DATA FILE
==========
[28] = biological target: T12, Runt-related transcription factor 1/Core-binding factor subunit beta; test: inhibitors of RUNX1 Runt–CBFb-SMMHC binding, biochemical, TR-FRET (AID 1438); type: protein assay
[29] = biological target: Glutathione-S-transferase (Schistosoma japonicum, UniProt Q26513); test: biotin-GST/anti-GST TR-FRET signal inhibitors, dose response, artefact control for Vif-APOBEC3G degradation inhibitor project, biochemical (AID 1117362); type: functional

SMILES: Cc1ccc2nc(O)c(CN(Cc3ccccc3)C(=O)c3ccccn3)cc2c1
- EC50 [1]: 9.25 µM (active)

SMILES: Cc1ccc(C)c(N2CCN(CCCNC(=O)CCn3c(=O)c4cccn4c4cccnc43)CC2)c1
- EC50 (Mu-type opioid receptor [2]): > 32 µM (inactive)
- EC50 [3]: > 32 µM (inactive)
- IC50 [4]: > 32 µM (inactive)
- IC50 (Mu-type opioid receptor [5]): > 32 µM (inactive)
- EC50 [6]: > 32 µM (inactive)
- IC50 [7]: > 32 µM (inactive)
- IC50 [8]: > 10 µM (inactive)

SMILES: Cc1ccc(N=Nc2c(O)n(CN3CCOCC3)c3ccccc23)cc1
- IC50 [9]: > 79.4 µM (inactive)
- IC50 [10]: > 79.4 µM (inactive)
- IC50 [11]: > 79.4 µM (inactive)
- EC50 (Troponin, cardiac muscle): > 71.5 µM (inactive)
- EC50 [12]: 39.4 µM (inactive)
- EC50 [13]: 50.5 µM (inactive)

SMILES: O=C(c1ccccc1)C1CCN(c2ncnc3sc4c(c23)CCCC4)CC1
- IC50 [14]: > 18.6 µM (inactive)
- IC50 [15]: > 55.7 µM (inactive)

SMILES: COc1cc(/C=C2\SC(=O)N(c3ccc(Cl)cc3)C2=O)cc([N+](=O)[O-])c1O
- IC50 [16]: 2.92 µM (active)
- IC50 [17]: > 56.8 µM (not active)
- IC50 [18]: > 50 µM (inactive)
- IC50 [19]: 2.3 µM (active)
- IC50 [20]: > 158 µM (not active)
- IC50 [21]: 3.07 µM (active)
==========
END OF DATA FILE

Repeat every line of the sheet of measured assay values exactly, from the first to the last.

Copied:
[28] = biological target: T12, Runt-related transcription factor 1/Core-binding factor subunit beta; test: inhibitors of RUNX1 Runt–CBFb-SMMHC binding, biochemical, TR-FRET (AID 1438); type: protein assay
[29] = biological target: Glutathione-S-transferase (Schistosoma japonicum, UniProt Q26513); test: biotin-GST/anti-GST TR-FRET signal inhibitors, dose response, artefact control for Vif-APOBEC3G degradation inhibitor project, biochemical (AID 1117362); type: functional

SMILES: Cc1ccc2nc(O)c(CN(Cc3ccccc3)C(=O)c3ccccn3)cc2c1
- EC50 [1]: 9.25 µM (active)

SMILES: Cc1ccc(C)c(N2CCN(CCCNC(=O)CCn3c(=O)c4cccn4c4cccnc43)CC2)c1
- EC50 (Mu-type opioid receptor [2]): > 32 µM (inactive)
- EC50 [3]: > 32 µM (inactive)
- IC50 [4]: > 32 µM (inactive)
- IC50 (Mu-type opioid receptor [5]): > 32 µM (inactive)
- EC50 [6]: > 32 µM (inactive)
- IC50 [7]: > 32 µM (inactive)
- IC50 [8]: > 10 µM (inactive)

SMILES: Cc1ccc(N=Nc2c(O)n(CN3CCOCC3)c3ccccc23)cc1
- IC50 [9]: > 79.4 µM (inactive)
- IC50 [10]: > 79.4 µM (inactive)
- IC50 [11]: > 79.4 µM (inactive)
- EC50 (Troponin, cardiac muscle): > 71.5 µM (inactive)
- EC50 [12]: 39.4 µM (inactive)
- EC50 [13]: 50.5 µM (inactive)

SMILES: O=C(c1ccccc1)C1CCN(c2ncnc3sc4c(c23)CCCC4)CC1
- IC50 [14]: > 18.6 µM (inactive)
- IC50 [15]: > 55.7 µM (inactive)

SMILES: COc1cc(/C=C2\SC(=O)N(c3ccc(Cl)cc3)C2=O)cc([N+](=O)[O-])c1O
- IC50 [16]: 2.92 µM (active)
- IC50 [17]: > 56.8 µM (not active)
- IC50 [18]: > 50 µM (inactive)
- IC50 [19]: 2.3 µM (active)
- IC50 [20]: > 158 µM (not active)
- IC50 [21]: 3.07 µM (active)